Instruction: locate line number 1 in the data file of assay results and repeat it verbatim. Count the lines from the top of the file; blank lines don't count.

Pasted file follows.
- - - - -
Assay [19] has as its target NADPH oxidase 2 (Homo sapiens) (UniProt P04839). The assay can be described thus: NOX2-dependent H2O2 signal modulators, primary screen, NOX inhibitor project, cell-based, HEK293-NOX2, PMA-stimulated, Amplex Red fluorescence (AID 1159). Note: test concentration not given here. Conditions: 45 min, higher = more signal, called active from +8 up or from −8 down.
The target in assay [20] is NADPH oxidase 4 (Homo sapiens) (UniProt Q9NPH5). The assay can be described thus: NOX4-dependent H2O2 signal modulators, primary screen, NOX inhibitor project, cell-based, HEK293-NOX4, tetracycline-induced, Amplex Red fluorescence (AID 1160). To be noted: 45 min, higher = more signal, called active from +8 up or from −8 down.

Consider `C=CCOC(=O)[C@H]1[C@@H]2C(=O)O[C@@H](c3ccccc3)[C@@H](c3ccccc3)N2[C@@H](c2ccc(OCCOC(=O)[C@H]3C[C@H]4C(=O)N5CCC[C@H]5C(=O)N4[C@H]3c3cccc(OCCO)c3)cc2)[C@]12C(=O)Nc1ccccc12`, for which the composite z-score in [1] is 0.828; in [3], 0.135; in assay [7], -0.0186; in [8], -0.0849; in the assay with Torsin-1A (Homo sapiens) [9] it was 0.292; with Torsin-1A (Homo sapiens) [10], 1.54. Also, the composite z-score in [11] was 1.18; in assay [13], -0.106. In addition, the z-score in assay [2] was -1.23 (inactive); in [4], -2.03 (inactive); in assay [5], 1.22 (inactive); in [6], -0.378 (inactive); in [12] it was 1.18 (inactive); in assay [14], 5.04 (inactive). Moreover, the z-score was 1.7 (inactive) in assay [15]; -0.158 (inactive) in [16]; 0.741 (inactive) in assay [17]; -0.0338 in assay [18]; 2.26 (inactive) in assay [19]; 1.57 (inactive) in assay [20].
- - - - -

Assay [19] has as its target NADPH oxidase 2 (Homo sapiens) (UniProt P04839). The assay can be described thus: NOX2-dependent H2O2 signal modulators, primary screen, NOX inhibitor project, cell-based, HEK293-NOX2, PMA-stimulated, Amplex Red fluorescence (AID 1159). Note: test concentration not given here. Conditions: 45 min, higher = more signal, called active from +8 up or from −8 down.